One way was that I would pick a destination and a calendar date. I would then contact someone to join me, and as long as our schedules and the weather held out the hike occurred.

The other way, was the way it would usually happen. I would decide at the spur of the moment that I was in the mood for a hike. I may or may not have had a precise destination. I'd call a friend and go, or sometimes go it alone.

This current year has started out just about nothing for me in the way of hiking. I just haven't had the motivation.

A friend called yesterday. "What are you doing?" he asks. My answer was I had plans to go with my sister to visit a store's closeout sale. "Give me a call later if you feel like doing something later," he said. "What did you have in mind?" I asked. "Hiking." he said.

I called back after the store visit, knowing that it would be up to me to come up with a suitable destination. It wound up that three of us went. Rather than I initiate the start of a hike, in a sense he did. So it began.

The destination was Bolton Notch State Park in Bolton, Connecticut. The main path through the park was a former railroad bed, part of the Airline Trail. It was fairly level and smooth and several people were riding their bicycles on it.

According to a sign there: "On this site once stood the Bolton station of the Hartford, Providence, & Fishkill Railroad. The railroad was built from Waterbury to Providence in the 1850's"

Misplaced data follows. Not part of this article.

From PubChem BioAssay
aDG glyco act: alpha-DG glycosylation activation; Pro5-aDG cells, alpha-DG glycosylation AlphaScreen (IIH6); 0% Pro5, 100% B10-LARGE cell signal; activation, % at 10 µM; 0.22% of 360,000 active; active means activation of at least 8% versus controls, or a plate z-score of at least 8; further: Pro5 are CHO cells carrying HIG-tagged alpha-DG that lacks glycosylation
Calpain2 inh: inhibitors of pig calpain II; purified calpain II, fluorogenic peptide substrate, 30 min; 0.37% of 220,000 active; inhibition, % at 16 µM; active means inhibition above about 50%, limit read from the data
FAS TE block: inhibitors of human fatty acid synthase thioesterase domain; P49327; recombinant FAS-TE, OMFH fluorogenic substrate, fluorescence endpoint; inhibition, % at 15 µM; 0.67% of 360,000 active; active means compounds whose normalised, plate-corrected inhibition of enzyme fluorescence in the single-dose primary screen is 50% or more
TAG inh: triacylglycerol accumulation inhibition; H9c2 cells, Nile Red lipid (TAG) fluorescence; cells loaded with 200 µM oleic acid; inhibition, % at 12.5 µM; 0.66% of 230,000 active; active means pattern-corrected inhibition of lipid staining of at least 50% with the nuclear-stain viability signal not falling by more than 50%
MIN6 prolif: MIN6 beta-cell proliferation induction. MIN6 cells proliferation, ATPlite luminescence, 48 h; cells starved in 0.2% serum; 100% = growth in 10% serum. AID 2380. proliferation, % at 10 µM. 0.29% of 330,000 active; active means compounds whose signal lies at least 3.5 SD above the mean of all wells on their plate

We walked a bit along the railroad bed trail. It had ledge along some of its side, rising fairly high and a stream that ran along parts of the trail. We later turned back and then took a path leading uphill eventually to the cliff area. There was a some graffiti and nice view of the highway.


I had seen an internet reference to there being a marble zone up there with some caves, some large enough for a person to fit into. I was only able to spot a small amount of marble. There were some gaps in rock, but not what I would call a cave. Perhaps I just missed them and they were nearby. I may try a second trip later to see if I can find more of the marble and the caves. Most of the rocks in the area were metamorphic. Mica schist was very noticeable, sometimes with a sprinkling of garnet.

We came back down to the railroad bed, and went a bit in the opposite direction of out starting walk. There was some construction equipment, and where they dug exposed some pegmatite material. The trail then led under the highway. I found this very interesting, as we were in a nicely arch tunnel.

That could have easily been the end of our trip, but we decided to head down to nearby Gay City State Park. Why there? I had heard that there were some ruins of an old mill there and wanted to have a look.

Mill Ruins - HEBCT00003

We had a quick walk around. It was rather funny as one friend did not want to follow the path I thought went to the ruins, because the mosquitoes were biting too much for him. We decided to just walk around a bit in sunnier parts of the park. We walked along the pond and then saw a sign that said Mill Ruins. I had misread the map. How cool. We did get to go the ruins after all.